Project description:In many regions of the world, populations of large wildlife have been displaced by livestock, and this may change the functioning of aquatic ecosystems owing to significant differences in the quantity and quality of their dung. We developed a model for estimating loading rates of organic matter (dung) by cattle for comparison with estimated rates for hippopotamus in the Mara River, Kenya. We then conducted a replicated mesocosm experiment to measure ecosystem effects of nutrient and carbon inputs associated with dung from livestock (cattle) versus large wildlife (hippopotamus). Our loading model shows that per capita dung input by cattle is lower than for hippos, but total dung inputs by cattle constitute a significant portion of loading from large herbivores owing to the large numbers of cattle on the landscape. Cattle dung transfers higher amounts of limiting nutrients, major ions and dissolved organic carbon to aquatic ecosystems relative to hippo dung, and gross primary production and microbial biomass were higher in cattle dung treatments than in hippo dung treatments. Our results demonstrate that different forms of animal dung may influence aquatic ecosystems in fundamentally different ways when introduced into aquatic ecosystems as a terrestrially derived resource subsidy.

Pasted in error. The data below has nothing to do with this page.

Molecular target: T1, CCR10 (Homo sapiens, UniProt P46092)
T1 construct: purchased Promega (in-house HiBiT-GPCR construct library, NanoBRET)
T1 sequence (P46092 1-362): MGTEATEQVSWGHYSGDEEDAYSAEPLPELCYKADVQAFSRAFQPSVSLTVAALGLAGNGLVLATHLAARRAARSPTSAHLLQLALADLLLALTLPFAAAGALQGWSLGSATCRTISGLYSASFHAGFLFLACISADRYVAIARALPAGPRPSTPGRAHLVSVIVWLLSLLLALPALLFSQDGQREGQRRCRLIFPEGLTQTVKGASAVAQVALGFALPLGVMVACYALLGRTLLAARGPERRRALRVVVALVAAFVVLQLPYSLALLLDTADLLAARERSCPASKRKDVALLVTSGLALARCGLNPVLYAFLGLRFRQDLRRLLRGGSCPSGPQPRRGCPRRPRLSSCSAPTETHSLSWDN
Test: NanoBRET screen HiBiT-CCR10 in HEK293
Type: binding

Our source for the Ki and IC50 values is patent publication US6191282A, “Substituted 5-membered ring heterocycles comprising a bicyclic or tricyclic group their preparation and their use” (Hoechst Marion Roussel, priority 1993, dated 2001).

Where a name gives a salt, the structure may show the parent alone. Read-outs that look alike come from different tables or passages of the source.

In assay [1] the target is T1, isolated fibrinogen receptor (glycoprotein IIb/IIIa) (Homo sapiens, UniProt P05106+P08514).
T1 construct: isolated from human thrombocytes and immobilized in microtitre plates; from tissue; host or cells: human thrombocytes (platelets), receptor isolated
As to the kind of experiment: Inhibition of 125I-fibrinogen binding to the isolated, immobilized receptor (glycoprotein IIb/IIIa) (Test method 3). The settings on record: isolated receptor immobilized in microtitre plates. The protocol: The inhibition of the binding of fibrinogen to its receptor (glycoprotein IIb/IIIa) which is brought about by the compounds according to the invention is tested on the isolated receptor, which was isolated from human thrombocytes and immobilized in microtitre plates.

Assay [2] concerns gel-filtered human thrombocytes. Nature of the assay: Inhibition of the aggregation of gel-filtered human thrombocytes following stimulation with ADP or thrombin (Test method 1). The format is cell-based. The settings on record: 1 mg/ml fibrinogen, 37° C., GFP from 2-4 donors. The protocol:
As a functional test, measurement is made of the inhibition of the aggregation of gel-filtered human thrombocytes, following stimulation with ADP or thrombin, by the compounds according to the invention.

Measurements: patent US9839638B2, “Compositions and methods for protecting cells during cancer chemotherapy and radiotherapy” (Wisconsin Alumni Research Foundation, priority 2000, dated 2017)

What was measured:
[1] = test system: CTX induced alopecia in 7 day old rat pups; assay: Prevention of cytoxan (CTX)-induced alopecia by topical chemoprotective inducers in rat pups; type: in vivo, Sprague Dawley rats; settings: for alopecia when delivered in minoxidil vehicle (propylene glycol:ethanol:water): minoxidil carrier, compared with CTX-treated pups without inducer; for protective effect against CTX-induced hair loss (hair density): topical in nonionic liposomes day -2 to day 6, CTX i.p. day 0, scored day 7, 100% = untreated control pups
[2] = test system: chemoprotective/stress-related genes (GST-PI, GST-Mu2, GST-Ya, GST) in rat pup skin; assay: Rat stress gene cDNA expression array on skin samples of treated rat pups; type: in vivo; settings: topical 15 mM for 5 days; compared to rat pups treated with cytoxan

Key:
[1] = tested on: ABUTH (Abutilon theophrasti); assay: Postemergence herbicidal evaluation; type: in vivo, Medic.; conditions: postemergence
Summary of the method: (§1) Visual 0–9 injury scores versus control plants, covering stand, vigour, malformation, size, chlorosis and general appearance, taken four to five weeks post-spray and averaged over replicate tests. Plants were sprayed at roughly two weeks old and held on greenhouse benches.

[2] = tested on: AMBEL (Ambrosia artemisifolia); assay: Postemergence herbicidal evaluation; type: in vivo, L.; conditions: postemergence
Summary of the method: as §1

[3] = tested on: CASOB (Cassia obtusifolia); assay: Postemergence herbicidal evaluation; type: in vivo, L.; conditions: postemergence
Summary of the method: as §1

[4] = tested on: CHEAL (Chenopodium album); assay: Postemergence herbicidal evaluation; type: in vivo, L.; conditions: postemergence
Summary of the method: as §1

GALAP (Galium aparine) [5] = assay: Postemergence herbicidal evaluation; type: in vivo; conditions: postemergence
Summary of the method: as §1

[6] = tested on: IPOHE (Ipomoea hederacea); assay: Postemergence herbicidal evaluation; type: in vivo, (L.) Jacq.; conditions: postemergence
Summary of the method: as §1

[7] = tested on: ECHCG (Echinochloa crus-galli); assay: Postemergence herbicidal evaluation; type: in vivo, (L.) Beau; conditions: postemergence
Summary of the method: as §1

Project description:Since temperature is a key factor affecting photosynthetic and respiration rates, the rates of gross primary production (GPP) and ecosystem respiration (ER) are expected to be lower for rivers at higher latitudes, while the net ecosystem production (NEP) rate likely decrease in rivers at lower latitude due to higher sensitivity of ER to temperature compared with GPP. To examine these possibilities, we estimated the ecosystem metabolism of 30 rivers located from 43.03°N to 32.38°N in Japan during summer using a Bayesian model with hourly changes in dissolved oxygen concentrations. In addition, we examined latitudinal trends of GPP, ER and NEP in a global scale by compiling and analyzing river metabolic data estimated in previous studies. Our analysis showed that both GPP and ER tended to increase with latitude, although these rates were positively related to water temperature in Japanese rivers. Global dataset of GPP and ER also showed increasing trend towards higher latitude. In addition, contrary to our initial expectations, NEP decreased with latitude and most rivers were net heterotrophic at both regional (Japanese rivers) and global scales. These results imply that the latitudinal temperature effect on river metabolism is masked by other factors not examined in this study, such as land use in the watershed, which play pivotal roles in explaining the latitudinal variation of river metabolism.